As I write this, our family is preparing to welcome a nurse back into our home after suspending our community nursing services for the last five weeks. The stories in early February of a contagious yet elusive virus created concern for us with the possibility of a community transmission into our home. Our younger daughters, Rachel and Janneke, are part of the vulnerable sector in this province, and our caregivers also work with multiple clients and in long-term care homes. By March 16, we were no longer willing to take the risk.
Learning to live with missing out
With the births of our two younger immunocompromised daughters in 2006 and in 2009, our family’s lifestyle was drastically changed and evaluating risk became a daily topic. We experimented with making hand sanitizer long before it became cool, and missing out on social gatherings was the norm.
Wash before welcome
We had a sign stuck to our front door that asked anyone entering to wash their hands – and if they were sick, to visit another day. I can recall observing our older daughters reminding their visiting classmates to wash their hands upon entering our home, as if every five-year-old does that at the start of a playdate.
Those were our earlier days. In the last three years, we relaxed on those rules, and we took down the signs. We still asked people to stay away if they were sick, but we were willing to allow the occasional sniffle through the side door.
Everyone’s missing out
Yet now it feels like the whole world is suddenly living like we did in those early years. Only we didn’t have the cool homemade masks or the extensive repertoire of fun songs to sing while washing our hands. As much as we have joked about the global shared experience of being both safe and stuck at home, like many of you, we’re not content.
Recently, three words have come up often in our home conversations: fragility, humility and uneasiness. We are shaken by the fragility of life, that both healthy and vulnerable people can become suddenly and seriously ill or die. We are humbled by how feeling both safe and stuck can expose our truer selves. The longer we remain physically distant from others, it becomes harder to find the silver lining – and our patience. We are also growing uneasy with the conversations around the value of life, as problems, protocols and PPE are discussed in an overwhelmed health system – who gets saved first and caregivers who walk away from their jobs.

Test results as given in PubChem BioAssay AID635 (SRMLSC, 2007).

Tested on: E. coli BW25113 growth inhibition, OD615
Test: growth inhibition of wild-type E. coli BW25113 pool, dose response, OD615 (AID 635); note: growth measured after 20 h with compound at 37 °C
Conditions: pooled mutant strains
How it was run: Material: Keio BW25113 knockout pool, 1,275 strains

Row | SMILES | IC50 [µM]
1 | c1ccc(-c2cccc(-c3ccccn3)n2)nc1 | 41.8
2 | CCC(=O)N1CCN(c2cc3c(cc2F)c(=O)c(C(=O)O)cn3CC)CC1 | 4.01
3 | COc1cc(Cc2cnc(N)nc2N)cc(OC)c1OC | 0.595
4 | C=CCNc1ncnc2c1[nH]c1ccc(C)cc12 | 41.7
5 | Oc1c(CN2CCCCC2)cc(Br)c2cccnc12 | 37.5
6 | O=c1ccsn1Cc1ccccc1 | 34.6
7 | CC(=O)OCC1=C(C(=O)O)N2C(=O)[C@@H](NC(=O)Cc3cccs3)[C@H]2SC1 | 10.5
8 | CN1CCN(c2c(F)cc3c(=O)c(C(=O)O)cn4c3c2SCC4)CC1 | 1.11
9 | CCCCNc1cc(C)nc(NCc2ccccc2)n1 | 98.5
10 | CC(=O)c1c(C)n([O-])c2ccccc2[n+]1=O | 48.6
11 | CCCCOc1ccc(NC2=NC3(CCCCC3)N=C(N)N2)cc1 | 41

We are as healthy as our neighbours
Just before the COVID crisis escalated in Ontario, I listened to an interview on CBC’s The Current. A public health expert pointed out that though we might need to take individual precautions with washing our hands and staying home if we are ill, an outbreak response is dependent on the community. Solidarity and reciprocity in a pandemic are incredibly significant. Based on the Ebola outbreak, social cohesion is a big predictor of how well a community manages.
This week, we will start with nursing hours again, as we have learned of a nurse who works with only one other client. She’s part of our original team, so we look forward to welcoming back a familiar face. Perhaps we all long for the familiar, as we wait expectantly for social restrictions to lessen and the chance to hug a loved one. May strength and patience be sufficiently available for you, as we wait expectantly together.
“Community requires the ability to expose our wounds and weaknesses to our fellow creatures. It also requires the ability to be affected by the wounds of others . . . But even more important is the love that arises among us when we share, both ways, our woundedness.” – M. Scott Peck